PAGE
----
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Health Equity Impact Assessment (HEIA) reporting tool: developing a checklist for policymakers



Health Equity Impact Assessment (HEIA) is a decision support tool that shows users how a new program, policy, or innovation affects health equity in different population groups. Various HEIA reporting and dissemination tools are available, nevertheless, a practical standard tool to present the results of HEIA in an appropriate period to policymakers is lacking. This work reports the development of a tool (a checklist) for HEIA reporting at the decision-making level, aiming to promote the application of HEIA evidence for improving health equity.


This is a mixed-method study that was carried out over four stages in 2022–2023: 1) identifying HEIA models, checklists, and reporting instruments; 2) development of the initial HEIA reporting checklist; 3) checklist validation; and 4) piloting the checklist. We also analyzed the Face, CVR, and CVI validity of the tool.


We developed the initial checklist through analysis of 53 included studies and the opinions of experts. The final checklist comprised five sections: policy introduction (eight subsections), managing the HEIA of policy (seven subsections), scope of the affected population (three subsections), HEIA results (seven subsections), and recommendations (three subsections).


Needs assessment, monitoring during implementation, health impact assessment, and other tools such as monitoring outcome reports, appraisals, and checklists are all methods for assessing health equity impact. Other equity-focused indicators, such as the equity lens and equity appraisal, may have slightly different goals than the HEIA. Similarly, the formats for presenting and publishing HEIA reports might vary, depending on the target population and the importance of the report.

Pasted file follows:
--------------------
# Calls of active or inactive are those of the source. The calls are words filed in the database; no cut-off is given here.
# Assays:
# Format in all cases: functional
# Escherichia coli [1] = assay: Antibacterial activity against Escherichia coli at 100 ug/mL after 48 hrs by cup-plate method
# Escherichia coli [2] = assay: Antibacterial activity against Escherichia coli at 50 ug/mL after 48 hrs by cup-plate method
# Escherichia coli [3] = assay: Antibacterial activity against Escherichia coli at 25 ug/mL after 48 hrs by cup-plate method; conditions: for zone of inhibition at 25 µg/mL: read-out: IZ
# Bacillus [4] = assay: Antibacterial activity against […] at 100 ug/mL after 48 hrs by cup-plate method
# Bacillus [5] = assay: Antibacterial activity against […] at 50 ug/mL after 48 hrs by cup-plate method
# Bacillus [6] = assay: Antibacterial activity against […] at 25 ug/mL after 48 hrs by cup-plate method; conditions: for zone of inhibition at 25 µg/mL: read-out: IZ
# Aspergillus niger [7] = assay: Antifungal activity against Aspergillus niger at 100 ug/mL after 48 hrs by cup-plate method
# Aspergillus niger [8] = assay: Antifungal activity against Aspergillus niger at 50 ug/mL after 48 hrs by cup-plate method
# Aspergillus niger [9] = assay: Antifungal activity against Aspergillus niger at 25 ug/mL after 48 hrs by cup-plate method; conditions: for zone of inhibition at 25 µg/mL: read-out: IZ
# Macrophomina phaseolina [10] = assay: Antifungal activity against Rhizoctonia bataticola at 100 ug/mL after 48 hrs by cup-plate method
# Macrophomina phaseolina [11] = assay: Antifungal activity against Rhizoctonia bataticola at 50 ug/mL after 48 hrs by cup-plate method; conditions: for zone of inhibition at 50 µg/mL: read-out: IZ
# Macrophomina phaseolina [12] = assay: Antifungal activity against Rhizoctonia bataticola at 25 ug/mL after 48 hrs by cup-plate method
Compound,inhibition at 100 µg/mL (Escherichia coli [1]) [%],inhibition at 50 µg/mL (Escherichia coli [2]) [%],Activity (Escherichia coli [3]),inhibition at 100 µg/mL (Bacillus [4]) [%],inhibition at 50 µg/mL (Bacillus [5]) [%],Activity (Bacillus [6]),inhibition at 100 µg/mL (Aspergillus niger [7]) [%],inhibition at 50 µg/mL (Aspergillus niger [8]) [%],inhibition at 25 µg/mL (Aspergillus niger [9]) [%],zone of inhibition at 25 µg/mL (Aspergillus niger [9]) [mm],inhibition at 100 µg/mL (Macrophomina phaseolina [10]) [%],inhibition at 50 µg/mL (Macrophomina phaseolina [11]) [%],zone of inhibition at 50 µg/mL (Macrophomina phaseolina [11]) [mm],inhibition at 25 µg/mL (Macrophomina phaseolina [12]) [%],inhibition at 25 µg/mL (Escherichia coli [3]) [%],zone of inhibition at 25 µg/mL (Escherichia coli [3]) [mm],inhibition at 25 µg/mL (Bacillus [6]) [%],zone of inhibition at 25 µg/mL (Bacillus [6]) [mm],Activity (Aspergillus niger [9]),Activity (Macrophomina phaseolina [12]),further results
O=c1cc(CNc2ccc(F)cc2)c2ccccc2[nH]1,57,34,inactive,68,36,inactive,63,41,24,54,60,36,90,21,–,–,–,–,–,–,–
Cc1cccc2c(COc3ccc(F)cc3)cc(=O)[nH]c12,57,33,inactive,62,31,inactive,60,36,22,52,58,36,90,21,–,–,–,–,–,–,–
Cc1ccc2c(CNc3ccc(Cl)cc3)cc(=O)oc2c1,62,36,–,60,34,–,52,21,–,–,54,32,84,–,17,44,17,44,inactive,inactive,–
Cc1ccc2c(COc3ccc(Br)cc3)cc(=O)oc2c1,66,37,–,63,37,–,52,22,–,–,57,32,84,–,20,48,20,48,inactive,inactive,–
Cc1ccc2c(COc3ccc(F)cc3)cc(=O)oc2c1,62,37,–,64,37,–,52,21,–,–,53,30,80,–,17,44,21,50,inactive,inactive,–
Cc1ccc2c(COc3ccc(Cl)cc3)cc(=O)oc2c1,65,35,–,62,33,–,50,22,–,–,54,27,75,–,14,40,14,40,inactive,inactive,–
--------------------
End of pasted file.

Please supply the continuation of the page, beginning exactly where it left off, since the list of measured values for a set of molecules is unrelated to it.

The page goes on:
Following the strategies proposed by the World Health Organization (WHO) to improve population health in the member states, i.e. primary health care, health for all (1978), and strengthening health systems (2000) [1], since 2012, universal health coverage (UHC) has been emphasized as the fundamental strategy to consider health for all and enhance health equity [2]. Health inequalities among various populations and societies continue to be a significant challenge for health systems at the national and international levels, despite improvements and developments in health indicators across countries [3,4,5,6]. Most of these inequalities interact complexly with disparities in Social Determinants of Health (SDH), i.e., biological, behavioral, environmental, and socioeconomic variables [7,8,9].